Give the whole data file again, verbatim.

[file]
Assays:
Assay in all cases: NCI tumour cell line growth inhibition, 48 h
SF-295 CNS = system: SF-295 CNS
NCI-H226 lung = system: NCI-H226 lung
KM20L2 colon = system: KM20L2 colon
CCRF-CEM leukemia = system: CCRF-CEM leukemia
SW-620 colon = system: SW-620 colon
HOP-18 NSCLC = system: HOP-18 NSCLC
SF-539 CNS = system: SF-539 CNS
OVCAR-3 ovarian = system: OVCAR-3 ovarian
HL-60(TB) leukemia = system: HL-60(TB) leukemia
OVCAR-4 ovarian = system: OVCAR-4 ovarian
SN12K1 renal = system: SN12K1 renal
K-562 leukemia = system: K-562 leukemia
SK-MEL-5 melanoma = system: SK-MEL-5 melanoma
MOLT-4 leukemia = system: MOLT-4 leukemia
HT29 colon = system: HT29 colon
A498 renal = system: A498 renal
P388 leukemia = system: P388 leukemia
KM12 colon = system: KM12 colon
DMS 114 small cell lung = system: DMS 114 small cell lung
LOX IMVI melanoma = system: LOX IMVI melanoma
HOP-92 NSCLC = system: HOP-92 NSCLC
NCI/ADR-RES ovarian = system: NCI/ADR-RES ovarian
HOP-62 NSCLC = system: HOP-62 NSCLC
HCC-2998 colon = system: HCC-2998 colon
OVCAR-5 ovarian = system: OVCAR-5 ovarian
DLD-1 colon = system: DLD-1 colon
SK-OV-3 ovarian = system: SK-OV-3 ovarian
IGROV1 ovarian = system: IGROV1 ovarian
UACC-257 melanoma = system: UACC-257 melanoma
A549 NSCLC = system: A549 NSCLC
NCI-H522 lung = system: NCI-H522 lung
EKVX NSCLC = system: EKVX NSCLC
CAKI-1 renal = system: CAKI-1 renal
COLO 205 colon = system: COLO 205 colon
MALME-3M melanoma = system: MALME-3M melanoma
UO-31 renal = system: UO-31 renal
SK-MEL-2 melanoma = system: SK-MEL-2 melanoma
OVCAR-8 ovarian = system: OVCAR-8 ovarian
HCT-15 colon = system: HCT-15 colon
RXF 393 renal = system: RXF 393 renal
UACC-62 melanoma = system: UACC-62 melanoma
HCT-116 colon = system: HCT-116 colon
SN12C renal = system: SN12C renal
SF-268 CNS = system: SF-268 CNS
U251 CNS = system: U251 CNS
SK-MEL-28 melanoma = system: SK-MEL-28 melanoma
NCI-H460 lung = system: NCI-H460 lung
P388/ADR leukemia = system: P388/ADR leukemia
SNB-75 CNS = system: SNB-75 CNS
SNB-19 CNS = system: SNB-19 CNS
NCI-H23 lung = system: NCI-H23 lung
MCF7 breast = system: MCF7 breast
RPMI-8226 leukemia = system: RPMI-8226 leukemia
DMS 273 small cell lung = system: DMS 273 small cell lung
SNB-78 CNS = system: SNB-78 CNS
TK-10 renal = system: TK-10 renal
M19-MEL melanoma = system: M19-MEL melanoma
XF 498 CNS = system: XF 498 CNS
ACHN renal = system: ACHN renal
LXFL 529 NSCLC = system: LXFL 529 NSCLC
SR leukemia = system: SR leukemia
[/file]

Assays:
Assay in all cases: NCI tumour cell line growth inhibition, 48 h
SF-295 CNS = system: SF-295 CNS
NCI-H226 lung = system: NCI-H226 lung
KM20L2 colon = system: KM20L2 colon
CCRF-CEM leukemia = system: CCRF-CEM leukemia
SW-620 colon = system: SW-620 colon
HOP-18 NSCLC = system: HOP-18 NSCLC
SF-539 CNS = system: SF-539 CNS
OVCAR-3 ovarian = system: OVCAR-3 ovarian
HL-60(TB) leukemia = system: HL-60(TB) leukemia
OVCAR-4 ovarian = system: OVCAR-4 ovarian
SN12K1 renal = system: SN12K1 renal
K-562 leukemia = system: K-562 leukemia
SK-MEL-5 melanoma = system: SK-MEL-5 melanoma
MOLT-4 leukemia = system: MOLT-4 leukemia
HT29 colon = system: HT29 colon
A498 renal = system: A498 renal
P388 leukemia = system: P388 leukemia
KM12 colon = system: KM12 colon
DMS 114 small cell lung = system: DMS 114 small cell lung
LOX IMVI melanoma = system: LOX IMVI melanoma
HOP-92 NSCLC = system: HOP-92 NSCLC
NCI/ADR-RES ovarian = system: NCI/ADR-RES ovarian
HOP-62 NSCLC = system: HOP-62 NSCLC
HCC-2998 colon = system: HCC-2998 colon
OVCAR-5 ovarian = system: OVCAR-5 ovarian
DLD-1 colon = system: DLD-1 colon
SK-OV-3 ovarian = system: SK-OV-3 ovarian
IGROV1 ovarian = system: IGROV1 ovarian
UACC-257 melanoma = system: UACC-257 melanoma
A549 NSCLC = system: A549 NSCLC
NCI-H522 lung = system: NCI-H522 lung
EKVX NSCLC = system: EKVX NSCLC
CAKI-1 renal = system: CAKI-1 renal
COLO 205 colon = system: COLO 205 colon
MALME-3M melanoma = system: MALME-3M melanoma
UO-31 renal = system: UO-31 renal
SK-MEL-2 melanoma = system: SK-MEL-2 melanoma
OVCAR-8 ovarian = system: OVCAR-8 ovarian
HCT-15 colon = system: HCT-15 colon
RXF 393 renal = system: RXF 393 renal
UACC-62 melanoma = system: UACC-62 melanoma
HCT-116 colon = system: HCT-116 colon
SN12C renal = system: SN12C renal
SF-268 CNS = system: SF-268 CNS
U251 CNS = system: U251 CNS
SK-MEL-28 melanoma = system: SK-MEL-28 melanoma
NCI-H460 lung = system: NCI-H460 lung
P388/ADR leukemia = system: P388/ADR leukemia
SNB-75 CNS = system: SNB-75 CNS
SNB-19 CNS = system: SNB-19 CNS
NCI-H23 lung = system: NCI-H23 lung
MCF7 breast = system: MCF7 breast
RPMI-8226 leukemia = system: RPMI-8226 leukemia
DMS 273 small cell lung = system: DMS 273 small cell lung
SNB-78 CNS = system: SNB-78 CNS
TK-10 renal = system: TK-10 renal
M19-MEL melanoma = system: M19-MEL melanoma
XF 498 CNS = system: XF 498 CNS
ACHN renal = system: ACHN renal
LXFL 529 NSCLC = system: LXFL 529 NSCLC
SR leukemia = system: SR leukemia